I love you but ... Cultural differences in complexity of emotional experience during interaction with a romantic partner

Michelle Shiota, Belinda Campos, Gian C. Gonzaga, Dacher Keltner, Kaiping Peng

Research output: Contribution to journalArticle

27 Scopus citations

Abstract

Studies suggest that emotional complexity-the experience of positive and negative emotion in response to the same event-is unusual in Western samples. However, recent research finds that the co-occurrence of positive and negative emotion during unstructured situations is more common among East Asians than Westerners, consistent with theories emphasising the prevalence of dialectical folk epistemology in East-Asian culture. The present study builds upon previous research by examining Asian- and European-Americans' experience of a particular positive emotion-love-and a situationally appropriate negative emotion during four structured laboratory conversations with their romantic partner. Among Asian Americans, love and the experience of negative emotion were typically less negatively correlated during these conversations than was true for European Americans.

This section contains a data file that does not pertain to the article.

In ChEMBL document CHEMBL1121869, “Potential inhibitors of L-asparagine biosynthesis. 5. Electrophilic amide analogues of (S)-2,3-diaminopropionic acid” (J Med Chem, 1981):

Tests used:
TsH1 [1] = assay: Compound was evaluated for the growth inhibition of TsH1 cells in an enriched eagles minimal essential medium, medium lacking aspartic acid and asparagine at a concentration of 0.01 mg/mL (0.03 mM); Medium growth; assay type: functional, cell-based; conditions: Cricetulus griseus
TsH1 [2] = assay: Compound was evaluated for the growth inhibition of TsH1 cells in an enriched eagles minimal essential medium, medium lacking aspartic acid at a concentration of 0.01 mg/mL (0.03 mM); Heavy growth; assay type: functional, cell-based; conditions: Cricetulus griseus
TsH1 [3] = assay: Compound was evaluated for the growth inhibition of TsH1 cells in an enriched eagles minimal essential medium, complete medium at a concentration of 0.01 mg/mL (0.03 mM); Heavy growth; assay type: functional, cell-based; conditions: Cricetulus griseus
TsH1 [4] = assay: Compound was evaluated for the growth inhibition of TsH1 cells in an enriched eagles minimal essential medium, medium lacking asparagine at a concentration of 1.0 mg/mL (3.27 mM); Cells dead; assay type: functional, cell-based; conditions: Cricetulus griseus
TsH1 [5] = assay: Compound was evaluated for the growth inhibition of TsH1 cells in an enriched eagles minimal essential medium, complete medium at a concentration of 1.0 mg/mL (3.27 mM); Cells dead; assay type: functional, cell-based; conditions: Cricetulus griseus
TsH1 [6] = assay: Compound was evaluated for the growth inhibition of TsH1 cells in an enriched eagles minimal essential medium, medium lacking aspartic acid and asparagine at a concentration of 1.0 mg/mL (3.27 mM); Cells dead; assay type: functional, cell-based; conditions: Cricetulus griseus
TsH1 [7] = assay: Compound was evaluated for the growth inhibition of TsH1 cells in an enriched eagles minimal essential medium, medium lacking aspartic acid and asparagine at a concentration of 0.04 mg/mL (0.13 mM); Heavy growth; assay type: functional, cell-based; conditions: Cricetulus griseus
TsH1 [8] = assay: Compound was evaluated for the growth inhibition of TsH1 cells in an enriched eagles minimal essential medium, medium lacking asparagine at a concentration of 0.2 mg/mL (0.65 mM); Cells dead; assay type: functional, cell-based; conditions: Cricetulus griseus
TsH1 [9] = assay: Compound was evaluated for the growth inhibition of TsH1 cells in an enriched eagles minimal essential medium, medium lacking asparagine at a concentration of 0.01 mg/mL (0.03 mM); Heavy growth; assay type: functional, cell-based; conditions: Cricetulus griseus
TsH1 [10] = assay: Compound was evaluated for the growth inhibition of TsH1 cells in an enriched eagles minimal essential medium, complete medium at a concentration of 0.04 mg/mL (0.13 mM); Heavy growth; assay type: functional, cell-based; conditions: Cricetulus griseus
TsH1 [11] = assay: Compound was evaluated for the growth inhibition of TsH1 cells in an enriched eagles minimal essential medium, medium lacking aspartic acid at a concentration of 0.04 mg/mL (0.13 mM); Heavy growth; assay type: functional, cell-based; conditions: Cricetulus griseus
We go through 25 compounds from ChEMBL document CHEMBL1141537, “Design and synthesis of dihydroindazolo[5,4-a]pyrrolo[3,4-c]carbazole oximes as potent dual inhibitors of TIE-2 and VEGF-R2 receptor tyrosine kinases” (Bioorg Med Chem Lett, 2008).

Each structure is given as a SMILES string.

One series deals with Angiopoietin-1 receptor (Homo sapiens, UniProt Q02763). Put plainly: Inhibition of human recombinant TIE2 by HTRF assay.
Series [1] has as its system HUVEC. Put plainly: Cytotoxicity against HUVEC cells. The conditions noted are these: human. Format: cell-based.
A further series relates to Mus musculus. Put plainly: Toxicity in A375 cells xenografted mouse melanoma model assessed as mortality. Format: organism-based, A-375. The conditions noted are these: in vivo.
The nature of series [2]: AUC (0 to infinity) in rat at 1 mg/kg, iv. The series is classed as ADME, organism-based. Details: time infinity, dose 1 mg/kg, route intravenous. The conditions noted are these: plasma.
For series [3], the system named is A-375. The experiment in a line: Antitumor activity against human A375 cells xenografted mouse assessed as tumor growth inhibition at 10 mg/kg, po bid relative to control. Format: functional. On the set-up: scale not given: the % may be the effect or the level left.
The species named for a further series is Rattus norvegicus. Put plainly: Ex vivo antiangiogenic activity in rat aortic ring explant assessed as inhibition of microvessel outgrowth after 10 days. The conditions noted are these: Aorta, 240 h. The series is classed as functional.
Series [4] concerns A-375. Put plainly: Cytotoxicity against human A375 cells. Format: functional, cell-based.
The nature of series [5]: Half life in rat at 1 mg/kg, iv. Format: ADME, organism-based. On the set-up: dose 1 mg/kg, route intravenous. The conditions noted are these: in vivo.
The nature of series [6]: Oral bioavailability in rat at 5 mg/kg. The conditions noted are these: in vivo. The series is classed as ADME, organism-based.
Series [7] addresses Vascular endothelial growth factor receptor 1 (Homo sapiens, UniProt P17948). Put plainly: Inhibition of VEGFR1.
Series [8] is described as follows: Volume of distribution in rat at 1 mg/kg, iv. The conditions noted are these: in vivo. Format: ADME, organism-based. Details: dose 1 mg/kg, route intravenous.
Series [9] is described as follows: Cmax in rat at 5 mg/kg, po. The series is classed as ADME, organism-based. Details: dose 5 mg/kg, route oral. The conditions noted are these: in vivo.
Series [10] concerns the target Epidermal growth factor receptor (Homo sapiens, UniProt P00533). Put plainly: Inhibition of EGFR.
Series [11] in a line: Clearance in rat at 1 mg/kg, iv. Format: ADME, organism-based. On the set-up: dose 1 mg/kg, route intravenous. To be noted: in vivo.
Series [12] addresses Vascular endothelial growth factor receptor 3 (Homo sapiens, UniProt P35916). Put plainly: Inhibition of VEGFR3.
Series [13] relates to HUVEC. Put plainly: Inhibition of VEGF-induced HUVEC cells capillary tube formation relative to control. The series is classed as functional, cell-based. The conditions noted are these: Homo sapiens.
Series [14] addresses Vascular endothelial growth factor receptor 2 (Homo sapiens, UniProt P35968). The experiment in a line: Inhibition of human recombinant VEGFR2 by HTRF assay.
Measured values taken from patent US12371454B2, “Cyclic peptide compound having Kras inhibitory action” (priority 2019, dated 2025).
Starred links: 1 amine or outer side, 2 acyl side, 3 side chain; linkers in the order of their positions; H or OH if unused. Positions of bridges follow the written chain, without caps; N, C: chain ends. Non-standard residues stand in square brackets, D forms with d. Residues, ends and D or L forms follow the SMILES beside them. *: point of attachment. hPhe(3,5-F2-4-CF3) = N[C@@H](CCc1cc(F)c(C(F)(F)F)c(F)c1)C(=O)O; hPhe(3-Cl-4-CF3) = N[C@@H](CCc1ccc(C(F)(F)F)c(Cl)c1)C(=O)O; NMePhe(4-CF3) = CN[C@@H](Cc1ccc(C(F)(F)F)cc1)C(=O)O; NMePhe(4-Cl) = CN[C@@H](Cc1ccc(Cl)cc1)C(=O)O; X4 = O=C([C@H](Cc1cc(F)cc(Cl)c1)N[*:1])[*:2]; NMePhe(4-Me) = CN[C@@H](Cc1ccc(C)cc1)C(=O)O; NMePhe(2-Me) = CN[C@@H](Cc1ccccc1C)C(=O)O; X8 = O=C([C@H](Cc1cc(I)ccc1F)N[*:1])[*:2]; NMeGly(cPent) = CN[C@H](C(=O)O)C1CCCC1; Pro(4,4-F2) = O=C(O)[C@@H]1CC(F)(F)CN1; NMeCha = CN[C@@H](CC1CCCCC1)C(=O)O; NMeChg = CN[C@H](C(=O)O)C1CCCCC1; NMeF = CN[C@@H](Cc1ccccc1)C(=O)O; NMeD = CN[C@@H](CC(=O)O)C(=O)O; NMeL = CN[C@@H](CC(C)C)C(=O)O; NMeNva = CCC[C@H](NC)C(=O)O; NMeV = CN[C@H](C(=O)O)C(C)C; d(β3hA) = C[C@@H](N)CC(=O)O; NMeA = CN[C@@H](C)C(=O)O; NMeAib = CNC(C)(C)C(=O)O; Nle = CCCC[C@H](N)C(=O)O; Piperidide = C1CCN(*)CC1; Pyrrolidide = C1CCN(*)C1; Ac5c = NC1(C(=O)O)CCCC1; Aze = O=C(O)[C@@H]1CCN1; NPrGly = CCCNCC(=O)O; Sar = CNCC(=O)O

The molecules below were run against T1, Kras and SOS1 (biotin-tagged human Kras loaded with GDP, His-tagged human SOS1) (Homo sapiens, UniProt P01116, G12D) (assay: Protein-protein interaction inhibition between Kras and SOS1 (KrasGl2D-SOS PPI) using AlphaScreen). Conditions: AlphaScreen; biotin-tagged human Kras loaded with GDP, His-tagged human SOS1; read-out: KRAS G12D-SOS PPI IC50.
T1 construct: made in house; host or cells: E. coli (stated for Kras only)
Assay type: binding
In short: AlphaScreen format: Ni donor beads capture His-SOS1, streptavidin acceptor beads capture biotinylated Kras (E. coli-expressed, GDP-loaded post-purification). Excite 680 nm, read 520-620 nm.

Original languageEnglish (US)
Pages (from-to)786-799
Number of pages14
JournalCognition and Emotion
Volume24
Issue number5
DOIs
StatePublished - Jul 14 2010

Keywords

  • Culture
  • Emotion
  • Emotional complexity
  • Love
  • Romance

ASJC Scopus subject areas

  • Experimental and Cognitive Psychology
  • Developmental and Educational Psychology
  • Arts and Humanities (miscellaneous)

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